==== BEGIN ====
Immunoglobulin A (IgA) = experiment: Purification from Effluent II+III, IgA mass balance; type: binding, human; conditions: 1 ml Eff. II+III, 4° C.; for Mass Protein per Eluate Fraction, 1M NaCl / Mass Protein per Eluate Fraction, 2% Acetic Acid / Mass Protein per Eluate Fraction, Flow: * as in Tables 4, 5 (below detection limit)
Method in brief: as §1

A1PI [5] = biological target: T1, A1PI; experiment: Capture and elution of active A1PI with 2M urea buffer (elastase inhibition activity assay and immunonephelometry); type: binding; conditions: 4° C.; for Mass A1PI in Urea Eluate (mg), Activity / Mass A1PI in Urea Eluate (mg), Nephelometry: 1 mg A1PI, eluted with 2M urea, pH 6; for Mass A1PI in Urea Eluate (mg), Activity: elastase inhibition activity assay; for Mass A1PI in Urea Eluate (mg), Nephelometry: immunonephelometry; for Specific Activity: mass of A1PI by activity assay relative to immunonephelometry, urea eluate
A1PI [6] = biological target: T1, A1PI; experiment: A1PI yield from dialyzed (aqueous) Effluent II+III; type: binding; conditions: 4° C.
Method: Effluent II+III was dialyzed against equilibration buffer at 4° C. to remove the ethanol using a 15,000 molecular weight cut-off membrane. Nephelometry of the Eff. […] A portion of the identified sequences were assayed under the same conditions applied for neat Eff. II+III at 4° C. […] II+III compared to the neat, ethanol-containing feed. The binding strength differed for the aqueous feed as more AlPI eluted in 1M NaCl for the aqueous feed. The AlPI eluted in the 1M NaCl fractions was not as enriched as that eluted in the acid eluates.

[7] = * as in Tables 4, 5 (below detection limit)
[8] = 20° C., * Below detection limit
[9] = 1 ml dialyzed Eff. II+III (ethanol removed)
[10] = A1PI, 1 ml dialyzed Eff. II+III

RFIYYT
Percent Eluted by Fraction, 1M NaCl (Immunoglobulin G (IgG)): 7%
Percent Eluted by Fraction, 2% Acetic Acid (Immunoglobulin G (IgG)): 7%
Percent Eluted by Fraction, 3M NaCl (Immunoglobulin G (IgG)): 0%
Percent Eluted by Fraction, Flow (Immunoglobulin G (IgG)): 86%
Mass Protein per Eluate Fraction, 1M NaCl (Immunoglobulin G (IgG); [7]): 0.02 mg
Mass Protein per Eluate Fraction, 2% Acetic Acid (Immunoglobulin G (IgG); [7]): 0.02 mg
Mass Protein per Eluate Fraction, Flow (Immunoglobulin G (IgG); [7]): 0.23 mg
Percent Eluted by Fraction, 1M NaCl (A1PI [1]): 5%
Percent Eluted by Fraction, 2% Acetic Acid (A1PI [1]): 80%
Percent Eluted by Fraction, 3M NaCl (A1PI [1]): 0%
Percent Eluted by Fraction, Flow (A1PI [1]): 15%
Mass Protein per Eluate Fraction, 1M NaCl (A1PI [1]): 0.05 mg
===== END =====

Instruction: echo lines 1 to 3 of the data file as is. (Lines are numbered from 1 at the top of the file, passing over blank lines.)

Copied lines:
Immunoglobulin A (IgA) = experiment: Purification from Effluent II+III, IgA mass balance; type: binding, human; conditions: 1 ml Eff. II+III, 4° C.; for Mass Protein per Eluate Fraction, 1M NaCl / Mass Protein per Eluate Fraction, 2% Acetic Acid / Mass Protein per Eluate Fraction, Flow: * as in Tables 4, 5 (below detection limit)
Method in brief: as §1

A1PI [5] = biological target: T1, A1PI; experiment: Capture and elution of active A1PI with 2M urea buffer (elastase inhibition activity assay and immunonephelometry); type: binding; conditions: 4° C.; for Mass A1PI in Urea Eluate (mg), Activity / Mass A1PI in Urea Eluate (mg), Nephelometry: 1 mg A1PI, eluted with 2M urea, pH 6; for Mass A1PI in Urea Eluate (mg), Activity: elastase inhibition activity assay; for Mass A1PI in Urea Eluate (mg), Nephelometry: immunonephelometry; for Specific Activity: mass of A1PI by activity assay relative to immunonephelometry, urea eluate